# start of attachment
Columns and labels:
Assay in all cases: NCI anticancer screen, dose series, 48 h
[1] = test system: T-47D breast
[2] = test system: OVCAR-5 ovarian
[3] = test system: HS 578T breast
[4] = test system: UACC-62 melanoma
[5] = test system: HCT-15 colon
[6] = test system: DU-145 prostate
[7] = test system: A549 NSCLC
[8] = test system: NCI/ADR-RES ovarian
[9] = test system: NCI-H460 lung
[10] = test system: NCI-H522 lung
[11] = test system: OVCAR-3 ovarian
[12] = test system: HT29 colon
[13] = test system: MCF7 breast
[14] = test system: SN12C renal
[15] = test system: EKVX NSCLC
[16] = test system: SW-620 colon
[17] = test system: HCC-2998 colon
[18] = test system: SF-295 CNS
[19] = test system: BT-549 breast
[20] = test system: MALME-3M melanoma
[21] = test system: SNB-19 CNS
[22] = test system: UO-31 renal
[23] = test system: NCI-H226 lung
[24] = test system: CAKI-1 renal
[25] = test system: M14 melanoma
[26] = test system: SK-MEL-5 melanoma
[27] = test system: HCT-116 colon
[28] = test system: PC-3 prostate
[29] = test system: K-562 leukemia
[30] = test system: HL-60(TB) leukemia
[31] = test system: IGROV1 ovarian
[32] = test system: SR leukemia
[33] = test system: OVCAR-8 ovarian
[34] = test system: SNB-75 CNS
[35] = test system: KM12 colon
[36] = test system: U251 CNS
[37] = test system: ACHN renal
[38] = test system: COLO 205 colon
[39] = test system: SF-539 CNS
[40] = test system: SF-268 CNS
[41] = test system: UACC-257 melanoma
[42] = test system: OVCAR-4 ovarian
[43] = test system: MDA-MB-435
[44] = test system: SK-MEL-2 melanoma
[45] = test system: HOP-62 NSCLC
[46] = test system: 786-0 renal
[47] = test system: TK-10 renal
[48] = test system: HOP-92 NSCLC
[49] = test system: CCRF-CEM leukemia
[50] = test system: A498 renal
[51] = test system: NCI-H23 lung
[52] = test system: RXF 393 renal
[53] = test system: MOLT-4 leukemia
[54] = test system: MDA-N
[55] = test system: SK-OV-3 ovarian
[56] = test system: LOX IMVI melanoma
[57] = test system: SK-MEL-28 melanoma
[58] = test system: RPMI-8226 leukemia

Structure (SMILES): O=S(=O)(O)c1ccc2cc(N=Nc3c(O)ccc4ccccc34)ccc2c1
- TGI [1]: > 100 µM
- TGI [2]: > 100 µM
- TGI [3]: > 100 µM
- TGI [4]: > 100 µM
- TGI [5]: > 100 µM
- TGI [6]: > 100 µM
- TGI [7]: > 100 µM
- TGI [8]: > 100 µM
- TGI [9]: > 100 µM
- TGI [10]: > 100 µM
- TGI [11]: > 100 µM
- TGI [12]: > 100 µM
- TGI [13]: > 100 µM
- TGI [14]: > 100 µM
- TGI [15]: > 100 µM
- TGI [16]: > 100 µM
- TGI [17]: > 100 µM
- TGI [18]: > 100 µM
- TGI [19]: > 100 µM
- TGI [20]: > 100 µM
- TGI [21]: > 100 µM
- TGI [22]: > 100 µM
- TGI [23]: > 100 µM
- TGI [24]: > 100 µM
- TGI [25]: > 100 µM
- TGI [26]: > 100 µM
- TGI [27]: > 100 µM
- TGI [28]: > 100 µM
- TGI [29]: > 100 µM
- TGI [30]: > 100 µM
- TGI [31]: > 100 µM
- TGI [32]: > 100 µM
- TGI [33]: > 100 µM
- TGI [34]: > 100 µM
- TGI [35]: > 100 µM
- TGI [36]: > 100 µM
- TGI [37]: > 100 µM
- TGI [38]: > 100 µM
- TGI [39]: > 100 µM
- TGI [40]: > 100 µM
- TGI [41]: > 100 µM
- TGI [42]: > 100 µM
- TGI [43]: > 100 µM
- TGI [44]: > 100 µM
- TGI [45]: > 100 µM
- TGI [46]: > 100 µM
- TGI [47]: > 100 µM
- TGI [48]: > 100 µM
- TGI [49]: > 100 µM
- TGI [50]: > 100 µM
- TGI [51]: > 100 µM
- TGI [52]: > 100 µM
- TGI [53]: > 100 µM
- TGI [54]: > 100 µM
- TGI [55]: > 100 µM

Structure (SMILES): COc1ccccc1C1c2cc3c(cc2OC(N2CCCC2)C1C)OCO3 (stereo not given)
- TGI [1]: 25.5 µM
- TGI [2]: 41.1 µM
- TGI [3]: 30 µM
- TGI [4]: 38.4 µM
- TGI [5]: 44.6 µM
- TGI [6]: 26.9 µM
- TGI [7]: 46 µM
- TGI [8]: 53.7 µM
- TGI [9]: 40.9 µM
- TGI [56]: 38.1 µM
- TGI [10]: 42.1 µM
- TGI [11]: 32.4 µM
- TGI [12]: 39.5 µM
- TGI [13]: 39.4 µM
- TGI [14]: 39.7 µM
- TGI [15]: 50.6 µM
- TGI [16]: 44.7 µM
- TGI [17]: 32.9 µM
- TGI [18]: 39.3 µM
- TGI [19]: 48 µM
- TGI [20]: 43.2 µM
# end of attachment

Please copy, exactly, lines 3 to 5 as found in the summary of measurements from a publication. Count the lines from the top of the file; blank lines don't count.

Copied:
[1] = test system: T-47D breast
[2] = test system: OVCAR-5 ovarian
[3] = test system: HS 578T breast